Pictures are impossible, but you get the idea, anyway. The lake shores on all sides are lit up like Christmas trees. Entertainers sing from various famous boat replicas, like the Marble boat from the Summer Palace, and a dragon boat. Bands play modern and traditional music every section of the way. You see people dining on shore or in pretty boats as you continually pass under bridges, all replicas of famous bridges. Twelve of them. Each has frescoes of great beauty and interest. We point and guess, the Brooklyn Bridge, Golden Gate, Glass Bridge, Cambridge Math Class Bridge. We didn’t recognize them all. It was another dreamland journey as we stayed mesmerized by the passing scenes. Near the turning point we saw fishermen night fishing with their cormorants. The boatman smacks them with his cane if they try to steal a fish out of the basket and pretend they caught it. He calls to them, “Ai, ai, ai!” The birds continually fly out and back. We see live fish, flopping in the baskets that will soon be delivered to a local restaurant. Another magical experience that clings forever in memory.
August 7, 2012
When I’m home, I always have projects to do that take gobs of time. Or, I’m having gobs of fun. The next three weeks, I’ll be having therapy for my hip three mornings a week plus other doctor’s appointments, and my blog may be quite sporadic. I wonder at times like this how our travel companions who were severely injured in the May 27th accident are faring? I’m back revisiting my 2006 trip to China, and, suffering embarrassment as I was reminded that I had blogged my China trip last year. I totally forgot. Maybe it was the bap in the head during the accident that made me forget. In any case, UNESCO made this cemetery a place of interest because China has not allowed burials for over 200 years. All bodies by law must be cremated. This rare cemetery belongs to the minority Yi people, and we visit their nearby village.
The minority Yi living here are poor. The place is littered with garbage.
Raw sewage runs through the town in these runnels. They have electricity now, fairly new for them.
The streets are narrow; the buildings show their layers of history from old to ancient.
The major crop for them is corn. They raise pigs and we see dogs and wonder if they are raised for meat rather than pets.
The people mostly ignore us or hide their curiosity. Like most minority villages, they work together and share the work and the harvest.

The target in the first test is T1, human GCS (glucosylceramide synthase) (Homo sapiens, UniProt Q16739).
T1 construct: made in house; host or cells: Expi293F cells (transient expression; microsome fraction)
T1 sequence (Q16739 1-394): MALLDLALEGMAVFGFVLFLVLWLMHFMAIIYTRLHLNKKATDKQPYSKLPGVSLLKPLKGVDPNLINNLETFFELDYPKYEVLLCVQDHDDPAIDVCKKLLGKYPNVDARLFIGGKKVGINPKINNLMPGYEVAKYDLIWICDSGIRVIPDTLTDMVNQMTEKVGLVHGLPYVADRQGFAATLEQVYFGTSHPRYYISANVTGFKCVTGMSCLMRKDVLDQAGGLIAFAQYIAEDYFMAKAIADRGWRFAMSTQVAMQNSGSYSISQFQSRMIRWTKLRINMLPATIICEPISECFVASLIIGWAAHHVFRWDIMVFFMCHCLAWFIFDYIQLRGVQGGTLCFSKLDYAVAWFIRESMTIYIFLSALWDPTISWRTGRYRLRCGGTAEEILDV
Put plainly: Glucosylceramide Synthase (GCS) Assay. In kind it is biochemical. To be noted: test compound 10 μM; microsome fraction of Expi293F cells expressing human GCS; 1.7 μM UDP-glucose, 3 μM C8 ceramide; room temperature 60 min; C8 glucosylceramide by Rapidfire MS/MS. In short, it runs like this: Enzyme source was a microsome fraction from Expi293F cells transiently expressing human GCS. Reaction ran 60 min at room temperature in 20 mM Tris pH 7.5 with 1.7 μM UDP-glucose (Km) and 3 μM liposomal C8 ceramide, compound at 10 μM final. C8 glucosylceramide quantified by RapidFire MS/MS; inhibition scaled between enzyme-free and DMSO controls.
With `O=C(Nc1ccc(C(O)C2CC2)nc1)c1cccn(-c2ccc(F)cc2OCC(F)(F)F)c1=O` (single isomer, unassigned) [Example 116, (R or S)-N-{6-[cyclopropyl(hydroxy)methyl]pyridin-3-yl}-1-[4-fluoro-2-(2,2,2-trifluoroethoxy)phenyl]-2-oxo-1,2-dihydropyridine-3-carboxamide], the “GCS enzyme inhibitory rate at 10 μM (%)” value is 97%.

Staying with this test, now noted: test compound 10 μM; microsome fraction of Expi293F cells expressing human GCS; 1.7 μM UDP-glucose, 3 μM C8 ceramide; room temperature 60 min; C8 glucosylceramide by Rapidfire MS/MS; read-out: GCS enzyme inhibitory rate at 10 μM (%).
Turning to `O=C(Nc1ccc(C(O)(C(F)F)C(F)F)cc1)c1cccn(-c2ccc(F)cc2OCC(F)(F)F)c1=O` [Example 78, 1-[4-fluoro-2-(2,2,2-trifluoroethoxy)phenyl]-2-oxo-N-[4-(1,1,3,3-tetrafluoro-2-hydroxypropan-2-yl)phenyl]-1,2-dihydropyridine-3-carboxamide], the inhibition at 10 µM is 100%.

And, like old China, women go to work in the fields with their babies on their backs.
We saw women and children and our group engaged them. The child with the mother in the blue sweater was scared of we big noses and ran away from us.
She managed to bring him close to us. Vicki told us, do not give these people money and turn them into beggars. But, here we see that a member of our group did it anyway, and the little boy in red has his hand outstretched for more. The Cemetery is a new UNESCO site and soon, these people will have a steady parade of tourists with money in hand. Handouts warp their way of life, rather than enhance it.
The children seem quite happy and well fed.
Who are we to decide their lifestyle needs improving? The minority people are allowed two babies per family. The government handed out condoms and demonstrated them by slipping them on their fingers. On the next visit, they found condoms on fence posts, hanging in the windows and on bushes. The people thought they were magically going to work by having them around.
Superstition is handed down from generation to generation. Some of the practices of the minority people in the region are pretty strange. These Suni-Yi believe spider webs are good luck and will not break up a web. The Wah minority favor rat meat. In older times they lent their wives to friends, or two sisters were allowed to share one husband. Some Wah are still nomadic. Girls live in white tents. Any man can fornicate with her because she has to have a baby to prove that she is fertile before she can marry. But, the tent is guarded by a dog and the man must fight off the dog with stones and fists. The government discourages these old rituals and practices with some success.